IO device firmware updates

The software updates to IO device are loaded trough IOCOM, just the same way as the data is loaded. Thus the control computer needs to participate in updating IO devices.

IO device software is distributed as installation package:

  • The control computer copies this to the IO device. This is transfer erred trough memory block N bytes at the time. The IO device writes this to flash, etc, as it receives it.
  • The control computer doesn’t care about installation package content, memory addresses, etc. This information is in IO device or in installation package.
  • The control computer cares about IO device name, usually it makes sense to update software to device named “hollythermostat” only from installation package for “hollythermostat”.
  • The control computer also cares about version number, like “190531”. Most often it makes sense to load newer software versions to replace old ones.
  • Installation package file name has specific format, that device name, version number and OS/HW type can picked up by installer program.

On micro controllers, the software binary is written into flash. Trick here is that program (iocom library and rest of software) need to run to receive the binary, and we cannot overwrite flash at same place as we are running from. Solutions:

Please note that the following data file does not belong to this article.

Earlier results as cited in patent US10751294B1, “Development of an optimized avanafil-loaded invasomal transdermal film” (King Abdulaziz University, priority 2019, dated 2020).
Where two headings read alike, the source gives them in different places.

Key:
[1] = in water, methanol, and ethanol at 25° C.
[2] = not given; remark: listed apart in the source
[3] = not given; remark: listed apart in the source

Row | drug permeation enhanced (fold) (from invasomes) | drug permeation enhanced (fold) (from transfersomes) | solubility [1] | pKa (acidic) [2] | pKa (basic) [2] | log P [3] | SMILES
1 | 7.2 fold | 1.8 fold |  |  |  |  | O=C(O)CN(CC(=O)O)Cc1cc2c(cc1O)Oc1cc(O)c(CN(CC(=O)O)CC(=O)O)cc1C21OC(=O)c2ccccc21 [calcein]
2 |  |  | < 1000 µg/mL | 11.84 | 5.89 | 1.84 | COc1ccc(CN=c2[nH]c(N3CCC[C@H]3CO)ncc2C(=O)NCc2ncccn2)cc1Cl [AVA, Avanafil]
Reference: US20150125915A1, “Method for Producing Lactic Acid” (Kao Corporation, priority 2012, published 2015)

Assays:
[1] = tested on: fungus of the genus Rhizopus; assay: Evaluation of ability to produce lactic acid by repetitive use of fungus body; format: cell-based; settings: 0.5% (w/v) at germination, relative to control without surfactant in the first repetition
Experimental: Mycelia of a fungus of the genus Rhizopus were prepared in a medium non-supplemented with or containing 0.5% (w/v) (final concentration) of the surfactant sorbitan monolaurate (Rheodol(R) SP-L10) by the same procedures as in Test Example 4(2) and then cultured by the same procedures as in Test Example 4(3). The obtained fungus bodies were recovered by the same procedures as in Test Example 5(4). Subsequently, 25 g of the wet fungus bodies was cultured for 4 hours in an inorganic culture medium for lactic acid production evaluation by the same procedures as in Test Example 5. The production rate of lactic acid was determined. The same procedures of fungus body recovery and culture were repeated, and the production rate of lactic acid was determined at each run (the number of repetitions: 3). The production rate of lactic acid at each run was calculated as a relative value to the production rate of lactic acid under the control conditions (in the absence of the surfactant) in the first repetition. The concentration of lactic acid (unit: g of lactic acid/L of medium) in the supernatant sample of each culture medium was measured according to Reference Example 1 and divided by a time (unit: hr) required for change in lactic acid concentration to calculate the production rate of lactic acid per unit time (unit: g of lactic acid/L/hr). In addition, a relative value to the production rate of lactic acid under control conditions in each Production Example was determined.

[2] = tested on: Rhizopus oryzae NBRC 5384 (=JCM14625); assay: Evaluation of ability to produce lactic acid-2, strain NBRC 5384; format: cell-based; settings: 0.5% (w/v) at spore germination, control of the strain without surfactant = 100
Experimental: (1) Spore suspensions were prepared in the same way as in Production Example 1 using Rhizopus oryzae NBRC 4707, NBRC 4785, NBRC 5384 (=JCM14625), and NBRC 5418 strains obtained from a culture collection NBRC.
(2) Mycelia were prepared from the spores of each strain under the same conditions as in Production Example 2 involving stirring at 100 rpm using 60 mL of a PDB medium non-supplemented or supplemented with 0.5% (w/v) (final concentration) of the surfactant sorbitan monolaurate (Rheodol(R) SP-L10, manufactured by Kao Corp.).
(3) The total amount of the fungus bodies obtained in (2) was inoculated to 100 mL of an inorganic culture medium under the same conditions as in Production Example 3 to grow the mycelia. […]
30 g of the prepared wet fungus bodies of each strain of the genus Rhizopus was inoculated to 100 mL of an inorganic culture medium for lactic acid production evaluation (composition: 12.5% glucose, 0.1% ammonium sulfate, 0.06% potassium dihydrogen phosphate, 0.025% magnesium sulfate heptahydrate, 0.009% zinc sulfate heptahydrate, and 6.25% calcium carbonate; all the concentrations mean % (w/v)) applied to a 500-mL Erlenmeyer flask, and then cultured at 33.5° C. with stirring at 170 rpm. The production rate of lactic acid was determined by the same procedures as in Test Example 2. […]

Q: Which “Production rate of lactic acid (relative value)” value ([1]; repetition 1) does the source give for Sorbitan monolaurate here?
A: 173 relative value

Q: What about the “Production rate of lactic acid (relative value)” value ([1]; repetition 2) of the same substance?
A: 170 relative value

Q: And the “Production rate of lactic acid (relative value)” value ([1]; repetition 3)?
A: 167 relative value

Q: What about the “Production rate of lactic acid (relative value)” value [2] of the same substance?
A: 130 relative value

• Most elegant solution is “dual bank”. Micro controllers like STM32F429 and STM32L467 support this. It means that flash is split into two halves. One can be written while program runs from the other one. Once programming is complete, a register controlling which bank is used to run code is toggled and the IO board rebooted. A what, we are up an running.
  • Many micro controllers do not support dual bank. We still divide the flash into two halves, and write the other when running. But our installation package must have binary code built twice for loading it to lower half and to upper half. And when program is updated, we only write one of those, the one which doesn’t go on top of running program. Then we need external bit (preferably in EEPROM, not in flash), which we toggle after programming flash is complete. Then among first things our application binary does is: Am I running in boot address (low one) and is external boot high bit set. If yes, we are running old version, jump to start up code from high end. THIS NEEDS TO BE TESTED, IT WOULD BE NICE NOT NEED TO DO THIS IN APPLICATION CODE, BUT DECIDE BEFORE APPLICATION CODE STARTS.

200127, updated 20.5.2020/pekka